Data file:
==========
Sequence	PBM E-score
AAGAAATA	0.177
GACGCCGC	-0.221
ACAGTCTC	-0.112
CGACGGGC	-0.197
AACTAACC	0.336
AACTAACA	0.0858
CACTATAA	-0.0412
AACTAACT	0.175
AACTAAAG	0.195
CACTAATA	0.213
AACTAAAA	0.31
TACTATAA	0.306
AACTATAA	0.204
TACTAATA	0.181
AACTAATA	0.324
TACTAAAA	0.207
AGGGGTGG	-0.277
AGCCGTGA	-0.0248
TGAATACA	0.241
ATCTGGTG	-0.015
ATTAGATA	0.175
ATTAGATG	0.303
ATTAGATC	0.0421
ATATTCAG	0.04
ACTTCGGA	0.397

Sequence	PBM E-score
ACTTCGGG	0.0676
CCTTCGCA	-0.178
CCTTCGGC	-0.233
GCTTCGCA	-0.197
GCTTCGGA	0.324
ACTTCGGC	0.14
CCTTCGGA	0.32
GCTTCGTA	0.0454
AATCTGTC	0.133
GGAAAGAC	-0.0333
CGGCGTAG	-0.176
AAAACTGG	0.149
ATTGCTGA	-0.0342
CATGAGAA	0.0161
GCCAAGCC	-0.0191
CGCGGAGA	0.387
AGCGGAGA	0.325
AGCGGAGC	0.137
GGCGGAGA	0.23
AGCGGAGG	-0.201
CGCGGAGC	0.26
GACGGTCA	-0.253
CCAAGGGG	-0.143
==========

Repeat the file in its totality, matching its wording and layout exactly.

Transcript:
Sequence	PBM E-score
AAGAAATA	0.177
GACGCCGC	-0.221
ACAGTCTC	-0.112
CGACGGGC	-0.197
AACTAACC	0.336
AACTAACA	0.0858
CACTATAA	-0.0412
AACTAACT	0.175
AACTAAAG	0.195
CACTAATA	0.213
AACTAAAA	0.31
TACTATAA	0.306
AACTATAA	0.204
TACTAATA	0.181
AACTAATA	0.324
TACTAAAA	0.207
AGGGGTGG	-0.277
AGCCGTGA	-0.0248
TGAATACA	0.241
ATCTGGTG	-0.015
ATTAGATA	0.175
ATTAGATG	0.303
ATTAGATC	0.0421
ATATTCAG	0.04
ACTTCGGA	0.397

Sequence	PBM E-score
ACTTCGGG	0.0676
CCTTCGCA	-0.178
CCTTCGGC	-0.233
GCTTCGCA	-0.197
GCTTCGGA	0.324
ACTTCGGC	0.14
CCTTCGGA	0.32
GCTTCGTA	0.0454
AATCTGTC	0.133
GGAAAGAC	-0.0333
CGGCGTAG	-0.176
AAAACTGG	0.149
ATTGCTGA	-0.0342
CATGAGAA	0.0161
GCCAAGCC	-0.0191
CGCGGAGA	0.387
AGCGGAGA	0.325
AGCGGAGC	0.137
GGCGGAGA	0.23
AGCGGAGG	-0.201
CGCGGAGC	0.26
GACGGTCA	-0.253
CCAAGGGG	-0.143